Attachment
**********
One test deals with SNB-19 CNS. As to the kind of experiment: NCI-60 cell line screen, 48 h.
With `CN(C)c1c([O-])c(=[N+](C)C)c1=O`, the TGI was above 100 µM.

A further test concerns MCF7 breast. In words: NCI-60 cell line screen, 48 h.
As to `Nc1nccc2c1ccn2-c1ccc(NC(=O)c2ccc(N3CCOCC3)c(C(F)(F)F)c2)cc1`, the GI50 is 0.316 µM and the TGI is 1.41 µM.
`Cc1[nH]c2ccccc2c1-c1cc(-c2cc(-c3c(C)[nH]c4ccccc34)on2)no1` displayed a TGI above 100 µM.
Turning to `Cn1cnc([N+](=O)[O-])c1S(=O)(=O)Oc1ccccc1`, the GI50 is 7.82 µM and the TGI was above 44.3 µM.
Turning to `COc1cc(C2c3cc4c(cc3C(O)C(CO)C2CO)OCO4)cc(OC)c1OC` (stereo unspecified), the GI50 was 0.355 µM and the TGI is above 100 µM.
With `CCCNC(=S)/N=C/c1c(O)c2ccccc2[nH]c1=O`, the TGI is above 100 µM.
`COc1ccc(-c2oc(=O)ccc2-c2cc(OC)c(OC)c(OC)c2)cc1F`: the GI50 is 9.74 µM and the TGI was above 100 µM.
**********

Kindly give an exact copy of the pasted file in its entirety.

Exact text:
One test deals with SNB-19 CNS. As to the kind of experiment: NCI-60 cell line screen, 48 h.
With `CN(C)c1c([O-])c(=[N+](C)C)c1=O`, the TGI was above 100 µM.

A further test concerns MCF7 breast. In words: NCI-60 cell line screen, 48 h.
As to `Nc1nccc2c1ccn2-c1ccc(NC(=O)c2ccc(N3CCOCC3)c(C(F)(F)F)c2)cc1`, the GI50 is 0.316 µM and the TGI is 1.41 µM.
`Cc1[nH]c2ccccc2c1-c1cc(-c2cc(-c3c(C)[nH]c4ccccc34)on2)no1` displayed a TGI above 100 µM.
Turning to `Cn1cnc([N+](=O)[O-])c1S(=O)(=O)Oc1ccccc1`, the GI50 is 7.82 µM and the TGI was above 44.3 µM.
Turning to `COc1cc(C2c3cc4c(cc3C(O)C(CO)C2CO)OCO4)cc(OC)c1OC` (stereo unspecified), the GI50 was 0.355 µM and the TGI is above 100 µM.
With `CCCNC(=S)/N=C/c1c(O)c2ccccc2[nH]c1=O`, the TGI is above 100 µM.
`COc1ccc(-c2oc(=O)ccc2-c2cc(OC)c(OC)c(OC)c2)cc1F`: the GI50 is 9.74 µM and the TGI was above 100 µM.